“Because each space is different, the Kohi brand becomes very important as the unifying element between our shops. Beyond the logo, we view brand as an overall approach to hospitality and feel within a space.” The Kohi brand, he says, “breaks down the traditional boundaries to design creativity that often exist in businesses with multiple locations.”

From the beginning, the partners knew they would open other locations. “We wanted to plan for beyond Provincetown from the start,” DeRosier says. “This has scalability to other locations.”

Asked why they chose Brighton for a second location, ReRosier says they could see great potential there. “Brighton is an interesting space in many respects because it’s a developing area,” he explains, noting there are now two professional sports practice centers there – the Celtics and the Bruins – and New Balance and Harvard Business Press have moved their headquarters there. The Brighton location is “more than a coffee shop, we have breakfast and lunch,” DeRosier says, noting that location has 1,300 square feet of space versus only 300 at the Provincetown Kohi Coffee.

In August, they will open a third Kohi Coffee location at 125 Summer Street in Boston, near South Station. That too is something of a developing area, as the building has undergone a redo. The shop will be accessible from the lobby, enticing o­ffice workers, and will have a walk-up window on the sidewalk.

In managing all the various aspects of their growing business, the partners, who are also partners in marriage, work from their respective strengths. “Ryan is branding, marketing, construction, and designing the shops. I do all the operations, HR, accounting,” DeRosier says.

In addition, “We have been fortunate to find good people to help us,” says DeRosier, whose HR background helps him zero in on candidates with potential for growth. “I try to find people who can meet our needs not only for now, but in the future.” Between all the businesses, he says, “We now have about 75 employees on average throughout the year – of course, it’s more in summer.”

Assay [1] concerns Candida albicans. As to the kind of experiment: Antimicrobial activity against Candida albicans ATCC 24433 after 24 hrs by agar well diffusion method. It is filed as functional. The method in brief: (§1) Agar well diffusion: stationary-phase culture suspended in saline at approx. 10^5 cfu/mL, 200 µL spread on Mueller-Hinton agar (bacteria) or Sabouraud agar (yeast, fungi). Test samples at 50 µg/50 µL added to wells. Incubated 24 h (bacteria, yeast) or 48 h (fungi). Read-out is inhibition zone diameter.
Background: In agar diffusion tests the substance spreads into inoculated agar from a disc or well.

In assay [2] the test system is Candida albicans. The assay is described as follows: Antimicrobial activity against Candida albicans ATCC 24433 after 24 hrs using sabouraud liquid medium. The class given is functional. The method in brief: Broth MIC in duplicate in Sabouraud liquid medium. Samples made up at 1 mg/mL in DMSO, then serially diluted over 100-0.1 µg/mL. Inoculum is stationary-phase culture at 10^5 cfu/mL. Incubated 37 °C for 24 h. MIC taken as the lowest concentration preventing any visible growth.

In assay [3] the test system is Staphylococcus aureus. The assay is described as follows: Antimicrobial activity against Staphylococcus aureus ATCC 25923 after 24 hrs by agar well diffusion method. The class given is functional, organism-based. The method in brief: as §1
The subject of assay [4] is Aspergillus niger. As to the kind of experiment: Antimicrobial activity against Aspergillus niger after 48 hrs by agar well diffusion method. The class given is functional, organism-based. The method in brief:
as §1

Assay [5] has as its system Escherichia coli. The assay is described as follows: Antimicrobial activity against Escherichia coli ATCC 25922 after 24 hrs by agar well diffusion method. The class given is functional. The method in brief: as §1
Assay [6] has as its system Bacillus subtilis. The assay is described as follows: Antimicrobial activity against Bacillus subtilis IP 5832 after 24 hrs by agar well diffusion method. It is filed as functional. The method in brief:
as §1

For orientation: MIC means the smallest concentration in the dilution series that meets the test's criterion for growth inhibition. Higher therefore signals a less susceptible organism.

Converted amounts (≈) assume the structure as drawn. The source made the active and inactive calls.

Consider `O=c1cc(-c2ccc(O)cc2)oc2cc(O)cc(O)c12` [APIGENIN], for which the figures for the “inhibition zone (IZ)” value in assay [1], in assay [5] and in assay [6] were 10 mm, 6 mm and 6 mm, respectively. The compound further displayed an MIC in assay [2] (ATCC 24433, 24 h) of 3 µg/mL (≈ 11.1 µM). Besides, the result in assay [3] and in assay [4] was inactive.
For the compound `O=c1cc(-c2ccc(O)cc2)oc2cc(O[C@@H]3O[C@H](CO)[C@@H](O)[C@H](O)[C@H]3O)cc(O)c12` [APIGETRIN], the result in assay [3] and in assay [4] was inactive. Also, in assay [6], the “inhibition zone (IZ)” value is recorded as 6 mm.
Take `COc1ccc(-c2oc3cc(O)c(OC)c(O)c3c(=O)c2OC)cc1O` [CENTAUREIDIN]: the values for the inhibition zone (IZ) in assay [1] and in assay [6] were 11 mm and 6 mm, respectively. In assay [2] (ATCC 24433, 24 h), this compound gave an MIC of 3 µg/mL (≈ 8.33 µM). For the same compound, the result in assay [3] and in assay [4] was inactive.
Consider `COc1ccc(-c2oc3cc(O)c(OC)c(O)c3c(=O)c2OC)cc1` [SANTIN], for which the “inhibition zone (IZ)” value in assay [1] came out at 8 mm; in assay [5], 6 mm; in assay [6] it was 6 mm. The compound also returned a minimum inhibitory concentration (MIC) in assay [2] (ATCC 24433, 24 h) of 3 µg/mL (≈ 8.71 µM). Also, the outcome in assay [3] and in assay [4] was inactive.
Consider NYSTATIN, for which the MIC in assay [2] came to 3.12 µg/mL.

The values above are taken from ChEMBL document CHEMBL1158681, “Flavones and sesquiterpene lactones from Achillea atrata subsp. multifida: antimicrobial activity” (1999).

The two think this is something of a “pivot point” in developing their business. Right now, they work almost constantly, but “I’m thinking in three or four years it will be easier,” says DeRosier.

Starting a business, he reflects, is “a great thing to do but you have to know why you’re doing it. And you have to plan. You need to have a business plan and you need to think through the details, but there comes a point where you can get bogged down in the details, and you just have to jump in.”

He notes that doing business in a resort town means ignoring some of the rules. “In a resort area, you have to be flexible rather than taking a more conservative approach.” For example, Kohi Coffee’s flagship shop is open year-round.

“People said we were crazy to stay open in the winter in Provincetown,” he says. “But this is our home. Why wouldn’t we want to bring something to the community? We don’t make any money here in the winter, but it’s good for the town.”

In creating their own business, DeRosier and Campbell set out to make life changes, and they have. Where their former corporate jobs meant they hardly ever saw each other, now they are together almost constantly. “I don’t know that it’s simplified our lives, but it has created the opportunity to have ownership and make an impact,” he reflects. “It’s a labor of love for the two of us.”